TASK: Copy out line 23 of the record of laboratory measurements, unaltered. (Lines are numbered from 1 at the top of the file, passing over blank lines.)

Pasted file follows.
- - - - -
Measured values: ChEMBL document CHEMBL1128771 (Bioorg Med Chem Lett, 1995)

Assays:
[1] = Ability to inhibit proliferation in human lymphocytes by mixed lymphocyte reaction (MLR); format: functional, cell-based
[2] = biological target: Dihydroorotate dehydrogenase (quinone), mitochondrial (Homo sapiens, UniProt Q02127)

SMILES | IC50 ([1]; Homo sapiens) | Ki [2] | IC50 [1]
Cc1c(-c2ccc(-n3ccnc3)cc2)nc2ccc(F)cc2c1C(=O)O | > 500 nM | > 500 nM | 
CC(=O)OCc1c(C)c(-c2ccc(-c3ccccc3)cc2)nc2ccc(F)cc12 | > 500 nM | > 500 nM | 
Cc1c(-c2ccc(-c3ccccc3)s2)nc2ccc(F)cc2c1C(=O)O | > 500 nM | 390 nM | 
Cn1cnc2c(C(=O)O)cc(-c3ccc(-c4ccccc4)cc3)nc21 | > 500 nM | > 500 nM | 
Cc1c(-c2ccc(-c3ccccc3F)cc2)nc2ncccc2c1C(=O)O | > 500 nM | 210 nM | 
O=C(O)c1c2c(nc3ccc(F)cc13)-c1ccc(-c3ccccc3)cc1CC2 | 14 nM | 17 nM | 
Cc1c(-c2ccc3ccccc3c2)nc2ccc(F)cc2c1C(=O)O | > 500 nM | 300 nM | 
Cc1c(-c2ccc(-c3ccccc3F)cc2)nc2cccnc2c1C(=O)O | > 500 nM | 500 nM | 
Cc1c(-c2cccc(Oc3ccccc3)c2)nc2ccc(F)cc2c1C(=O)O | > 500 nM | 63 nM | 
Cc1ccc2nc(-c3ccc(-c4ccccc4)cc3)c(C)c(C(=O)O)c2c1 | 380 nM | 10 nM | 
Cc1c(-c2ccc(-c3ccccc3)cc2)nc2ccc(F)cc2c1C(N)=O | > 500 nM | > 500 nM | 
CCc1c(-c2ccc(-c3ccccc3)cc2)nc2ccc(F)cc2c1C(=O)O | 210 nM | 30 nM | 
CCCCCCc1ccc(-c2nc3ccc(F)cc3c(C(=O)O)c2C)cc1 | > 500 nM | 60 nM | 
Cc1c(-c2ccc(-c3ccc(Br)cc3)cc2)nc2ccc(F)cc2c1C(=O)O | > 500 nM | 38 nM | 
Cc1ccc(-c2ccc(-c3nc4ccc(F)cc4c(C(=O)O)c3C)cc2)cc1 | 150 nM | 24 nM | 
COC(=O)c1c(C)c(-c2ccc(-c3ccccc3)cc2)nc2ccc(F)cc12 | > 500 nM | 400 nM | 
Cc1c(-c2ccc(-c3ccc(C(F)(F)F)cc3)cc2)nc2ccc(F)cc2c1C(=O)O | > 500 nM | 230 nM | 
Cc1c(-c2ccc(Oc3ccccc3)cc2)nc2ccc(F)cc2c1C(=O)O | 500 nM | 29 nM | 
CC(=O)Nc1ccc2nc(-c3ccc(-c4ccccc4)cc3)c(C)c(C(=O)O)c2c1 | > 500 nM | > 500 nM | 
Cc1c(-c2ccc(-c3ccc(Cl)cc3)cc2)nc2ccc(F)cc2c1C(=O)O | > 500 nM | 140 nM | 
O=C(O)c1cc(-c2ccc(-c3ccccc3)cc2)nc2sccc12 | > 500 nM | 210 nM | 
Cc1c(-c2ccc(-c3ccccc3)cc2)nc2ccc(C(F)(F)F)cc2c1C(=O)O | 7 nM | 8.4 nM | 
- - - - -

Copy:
Cc1c(-c2ccc(Oc3ccccc3)cc2)nc2ccc(F)cc2c1C(=O)O | 500 nM | 29 nM | 